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3 Hidden Pitfalls of Location Independence

Beach on Koh Phi Phi, Thailand

Welcome to paradise – Koh Phi Phi, Thailand

Imagine for a moment that you could do the work you love, from anywhere in the world you want?

Location independence is a contemporary term coined to describe people who are able to work remotely, and therefore have the freedom to travel and live abroad. 

Working from home is not a new concept, and remains the dream of many who work in cubicle farms, however, today's location independent professional tends to be empowered by Internet-based businesses such as blogging or freelance anything (writing, editing, design, consulting).

Five months after returning to a city I love (Medellin), in a profession that makes me happy (travel blogger), I've learned there are a few hidden pitfalls to the location independent lifestyle — pitfalls that are easy to overlook when you've always got your eye on the prize.

Pitfall #1 – Rock ‘n Roll All Night and Party Every Day

Thailand is a popular expat destination for a reason — beautiful beaches, flavorful foods, dependable internet access, laid back attitudes, and plentiful amounts of cheap alcohol. 

When you live in paradise, every night is an excuse to hit the beach bars and mingle with members of the opposite sex from around the world.

In Medellin, where there are mountains in lieu of beaches, the cheap rum and Latin nightlife can just as easily become an ongoing distraction. 

If you're a single guy, add the appeal of local women to the mix and you may find it difficult to get any work done.

Late nights outs aren't the only challenge to your productivity; their after-effects (ie. the hangovers) can sap your creative energy, and motivation to tackle the next new project.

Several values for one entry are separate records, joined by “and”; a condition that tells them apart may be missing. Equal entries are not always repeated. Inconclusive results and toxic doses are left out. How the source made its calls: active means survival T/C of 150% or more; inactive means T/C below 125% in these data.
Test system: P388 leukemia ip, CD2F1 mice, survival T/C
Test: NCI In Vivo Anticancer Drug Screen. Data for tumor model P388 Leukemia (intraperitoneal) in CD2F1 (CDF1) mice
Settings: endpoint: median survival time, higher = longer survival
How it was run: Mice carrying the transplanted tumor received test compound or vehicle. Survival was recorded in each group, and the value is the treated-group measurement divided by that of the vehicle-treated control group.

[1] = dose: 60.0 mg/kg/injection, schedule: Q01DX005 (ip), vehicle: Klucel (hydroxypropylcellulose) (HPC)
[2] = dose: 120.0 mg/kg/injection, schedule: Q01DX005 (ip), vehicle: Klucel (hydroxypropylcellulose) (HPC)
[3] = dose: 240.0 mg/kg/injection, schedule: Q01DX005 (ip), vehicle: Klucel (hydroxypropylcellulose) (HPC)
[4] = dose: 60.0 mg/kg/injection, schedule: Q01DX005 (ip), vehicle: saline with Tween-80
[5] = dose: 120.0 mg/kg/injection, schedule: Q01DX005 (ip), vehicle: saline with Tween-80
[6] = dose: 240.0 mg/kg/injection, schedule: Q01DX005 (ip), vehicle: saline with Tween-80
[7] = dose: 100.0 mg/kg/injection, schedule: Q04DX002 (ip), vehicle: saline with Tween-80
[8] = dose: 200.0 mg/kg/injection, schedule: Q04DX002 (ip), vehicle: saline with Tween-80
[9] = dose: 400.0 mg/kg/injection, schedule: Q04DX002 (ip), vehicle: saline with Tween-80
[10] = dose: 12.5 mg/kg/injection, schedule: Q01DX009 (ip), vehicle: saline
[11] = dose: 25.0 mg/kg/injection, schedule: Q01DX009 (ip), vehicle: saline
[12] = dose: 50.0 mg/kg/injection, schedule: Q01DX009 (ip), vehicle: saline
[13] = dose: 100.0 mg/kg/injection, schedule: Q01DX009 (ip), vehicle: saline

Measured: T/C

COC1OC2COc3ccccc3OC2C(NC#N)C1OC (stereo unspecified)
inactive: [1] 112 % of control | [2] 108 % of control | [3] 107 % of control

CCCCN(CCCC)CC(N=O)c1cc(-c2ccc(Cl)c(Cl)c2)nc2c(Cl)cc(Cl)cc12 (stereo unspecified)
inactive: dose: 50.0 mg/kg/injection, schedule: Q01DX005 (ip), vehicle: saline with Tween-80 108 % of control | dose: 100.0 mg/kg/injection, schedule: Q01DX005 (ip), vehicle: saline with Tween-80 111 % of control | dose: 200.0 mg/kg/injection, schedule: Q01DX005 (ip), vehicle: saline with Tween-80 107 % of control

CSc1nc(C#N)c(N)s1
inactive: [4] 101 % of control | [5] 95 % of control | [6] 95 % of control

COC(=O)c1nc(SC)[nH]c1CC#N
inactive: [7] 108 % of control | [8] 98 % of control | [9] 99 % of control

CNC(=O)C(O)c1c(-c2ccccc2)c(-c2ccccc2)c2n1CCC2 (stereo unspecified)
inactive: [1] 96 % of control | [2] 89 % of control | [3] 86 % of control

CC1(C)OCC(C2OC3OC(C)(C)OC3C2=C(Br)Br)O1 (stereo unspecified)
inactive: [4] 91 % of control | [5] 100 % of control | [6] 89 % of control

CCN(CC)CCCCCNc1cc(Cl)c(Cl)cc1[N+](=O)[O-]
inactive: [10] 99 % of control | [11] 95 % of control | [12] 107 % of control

If your to-do list is collecting dust months after you initially wrote it down, then it's time to reexamine your priorities. 

Chances are it was hard work and hustle that got you where you are, so getting back on track is a matter of refocusing your energy.

  • Experiment with waking up extra early in the morning (6 am) so you can accomplish a few tasks before everyone else gets up.
  • Realize you don't need to read every tweet and Facebook update to stay abreast of what's happening in the social media world.  When it's time to work, turn off the distractions!
  • Make it a point to get your work done early in the week when everyone else is working too.

Countless business books have been written on productivity, and the same principles apply whether you're working in an office, your home, or a bungalow on the beach.

Balance is the key.

Too much focus on fun and you risk losing your source of income. 

Too much focus on work and you'll miss out on experiencing life in the present moment. 

There is a middle way, however, each person needs to find it for him/herself.

Sichuan style street food - Chengdu, China

Sichuan style street food – Chengdu, China

Pitfall #2 – Unhealthy Living

Living in a foreign country, especially before you've attained fluency in the local language, means food shopping can be a challenge. 

If you are an amateur chef in your native country, you might be thrown off by the lack of certain ingredients abroad (ex: I can't find curry paste in Medellin).

This can lead to a dependence on junk food, or less healthy foods since they're easier to identify and prepare (mac ‘n cheese anyone?). 

For example, living in a tropical climate, it's easy to get in the habit of picking up an ice cream pop every day without thinking twice.  Living in Italy? Double those calories because you'll be eating gelato.

If you're in a big city with a strong food scene, such as Buenos Aires or Chengdu, you may prefer to eat out all the time.

Traditional cuisine in certain countries may be inherently healthier than that in others. 

Sushi in Japan certainly beats the pants off deep-fried everything in Colombia. 

And needless to say, Pitfall #1 can contribute to a poor diet as well. 

Late nights of partying often end with greasy, fatty foods consumed without abandon.

Between the partying, an erratic or unhealthy diet, and a potentially sedentary job sitting in front of a computer all day, exercise can also fall by the wayside.